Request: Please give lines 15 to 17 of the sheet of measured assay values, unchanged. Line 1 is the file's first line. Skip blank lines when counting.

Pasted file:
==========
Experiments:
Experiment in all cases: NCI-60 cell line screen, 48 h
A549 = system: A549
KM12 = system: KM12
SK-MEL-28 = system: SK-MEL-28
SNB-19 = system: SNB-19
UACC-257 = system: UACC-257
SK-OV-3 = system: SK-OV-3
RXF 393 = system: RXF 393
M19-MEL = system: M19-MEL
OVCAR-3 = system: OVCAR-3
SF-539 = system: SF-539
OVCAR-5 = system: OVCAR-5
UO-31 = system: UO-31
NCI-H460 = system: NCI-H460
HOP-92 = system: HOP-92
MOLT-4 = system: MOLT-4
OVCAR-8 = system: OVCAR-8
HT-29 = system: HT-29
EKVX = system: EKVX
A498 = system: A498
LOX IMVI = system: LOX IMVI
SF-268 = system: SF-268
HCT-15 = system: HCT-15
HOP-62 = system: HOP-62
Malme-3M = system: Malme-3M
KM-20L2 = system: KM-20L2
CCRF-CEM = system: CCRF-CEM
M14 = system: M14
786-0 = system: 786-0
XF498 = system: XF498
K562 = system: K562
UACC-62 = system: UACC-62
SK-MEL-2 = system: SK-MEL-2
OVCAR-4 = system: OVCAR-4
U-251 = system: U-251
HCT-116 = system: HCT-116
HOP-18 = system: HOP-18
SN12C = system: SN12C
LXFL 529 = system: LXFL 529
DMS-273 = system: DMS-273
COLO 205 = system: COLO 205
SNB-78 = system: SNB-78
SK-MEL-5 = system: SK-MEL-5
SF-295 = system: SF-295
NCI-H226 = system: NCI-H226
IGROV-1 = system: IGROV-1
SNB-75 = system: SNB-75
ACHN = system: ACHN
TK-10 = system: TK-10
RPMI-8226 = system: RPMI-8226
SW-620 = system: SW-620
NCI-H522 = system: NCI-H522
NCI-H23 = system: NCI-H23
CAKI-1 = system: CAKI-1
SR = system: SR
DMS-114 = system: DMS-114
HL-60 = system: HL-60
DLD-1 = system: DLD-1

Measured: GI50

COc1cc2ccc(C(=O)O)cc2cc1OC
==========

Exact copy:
NCI-H460 = system: NCI-H460
HOP-92 = system: HOP-92
MOLT-4 = system: MOLT-4